Ohio’s firearms deer hunters are following the footsteps of their archery deer-hunting brethren and that is spelling a reduced kill.
For Ohio’s recently concluded seven-day firearms deer-hunting season, sportsmen shot 104,442 animals. For the same seven-day hunt in 2009, Ohio sportsmen killed 114,633 deer.
Ditto the drop for both the first six weeks of the statewide archery deer-hunting season as well as the two-day youth-only firearms deer hunting season. For the former, archer killed 49,384 deer while last year archers shot 53,959 deer.
And youths killed 9,024 deer during their two-day, Nov. 20 and 21 season this year and compared to the 9,331 animals shot during the same hunt in 2009.
The total preliminary do-date deer harvest is off as well. This figure stands at 163,362 animals thus far this season and compared to the 178,397 deer taken for the same period in 2009.
Bucking the gun-week white-tailed deer decline, however, was much of Northeast Ohio. Modest gains were noted in this sector and based upon preliminary figures reported to the Ohio Division of Wildlife.
In all, about three dozen of Ohio’s 88 counties experienced preliminary gains their respective deer harvest while about 50 saw declines.
Among the not-so-fortunate were the traditional high-deer-kill counties located in southeast Ohio. Notable harvest drops were seen in such places as Guernsey, Muskingum, Harrison, and Washington counties.
Here are the reported figures for select counties with their 2009 figures in parentheses (note that this year’s figures are preliminary and are based on county of check-in and not necessarily county where taken): Lake - 300 (282); Geauga - 641 (509); Ashtabula - 2,310 (2,084); Cuyahoga - 128 (107); Trumbull - 1,514 (1,474); Lorain - 823 (808); Medina - 685 (639); Erie - 253 (332); Tuscarawas - 5,513 (5,901); Guernsey - 3,455 (4,289); Muskingum - 2,447 (2,829); Harrison - 3,741 (4,310); Coschocton - 3,320 (3,680); Washington - 2,935 (3,589); and Athens - 2,395 (3,049).
Ohio firearms deer hunters can still make amends. The state’s bonus two-day firearms deer-hunting season runs Dec. 18 and 19 with the statewide muzzle-loading deer-hunting season scheduled for Jan. 8 through 11.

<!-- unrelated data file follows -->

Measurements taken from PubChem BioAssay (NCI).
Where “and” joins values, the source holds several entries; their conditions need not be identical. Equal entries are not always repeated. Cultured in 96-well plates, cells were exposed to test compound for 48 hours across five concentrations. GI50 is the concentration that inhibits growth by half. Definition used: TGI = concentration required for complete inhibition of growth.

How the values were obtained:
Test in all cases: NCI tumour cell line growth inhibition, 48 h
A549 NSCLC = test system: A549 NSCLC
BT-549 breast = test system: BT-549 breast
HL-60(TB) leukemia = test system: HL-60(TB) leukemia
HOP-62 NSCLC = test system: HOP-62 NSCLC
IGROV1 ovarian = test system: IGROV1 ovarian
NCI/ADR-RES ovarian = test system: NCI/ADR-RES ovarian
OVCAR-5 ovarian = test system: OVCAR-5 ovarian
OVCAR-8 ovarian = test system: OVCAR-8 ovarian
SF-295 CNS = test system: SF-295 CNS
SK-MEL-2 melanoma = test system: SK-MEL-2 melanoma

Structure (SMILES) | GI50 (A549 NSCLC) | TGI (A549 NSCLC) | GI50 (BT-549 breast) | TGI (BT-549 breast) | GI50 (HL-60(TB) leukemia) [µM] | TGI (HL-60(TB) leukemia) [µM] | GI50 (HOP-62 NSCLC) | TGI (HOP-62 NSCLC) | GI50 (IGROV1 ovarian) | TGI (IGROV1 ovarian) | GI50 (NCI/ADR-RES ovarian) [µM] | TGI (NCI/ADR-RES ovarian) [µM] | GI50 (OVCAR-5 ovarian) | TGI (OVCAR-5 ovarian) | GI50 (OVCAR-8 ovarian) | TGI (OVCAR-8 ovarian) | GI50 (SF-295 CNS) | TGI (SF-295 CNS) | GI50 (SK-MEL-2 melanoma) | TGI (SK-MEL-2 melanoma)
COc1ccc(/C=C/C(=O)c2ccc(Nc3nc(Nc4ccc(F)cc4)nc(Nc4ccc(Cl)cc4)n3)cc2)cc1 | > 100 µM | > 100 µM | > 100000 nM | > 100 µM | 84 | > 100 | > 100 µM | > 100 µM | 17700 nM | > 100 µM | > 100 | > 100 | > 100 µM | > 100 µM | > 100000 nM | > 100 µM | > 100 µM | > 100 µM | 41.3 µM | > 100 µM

If all of this weren’t enough, the state’s fall wild turkey hunters saw an even precipitous drop in their harvest. For this year’s fall turkey season, hunters shot 1,336 birds. That’s way below the 2,180 turkeys killed during the 2009 fall season.
In almost every county opened to fall wild turkey hunting declines were seen; chief among them being Ashtabula County. Though this county still ranked Number One in the state for the fall wild turkey harvest it was a hallow win. Ashtabula County saw 75 turkeys killed this fall season - a huge drop from the 127 birds shot during there the 2009 fall season.
Some other counties were, also with their 2009 figures in parentheses: Lake - 8 (23); Geauga - 45 (58); Cuyahoga 0 (1); Trumbull - 56 (73); Lorain - 14 (39); Medina - 27 (67); Guernsey - 44 (72); Harrison - 34 (57); Muskingum - 28 (23); Tuscarawas - 49 (135); Highland - 52 (18); Hocking - 16 (68).
Wildlife Division biologists speculate that the rather large descend in the fall wild turkey harvest is directly linked to this year’s massive white oak acorn (mast) crop. When the mast crop is plentiful the turkeys spread themselves out and are thus much more difficult for hunters to locate, these biologists say.
- Jeffrey L. Frischkorn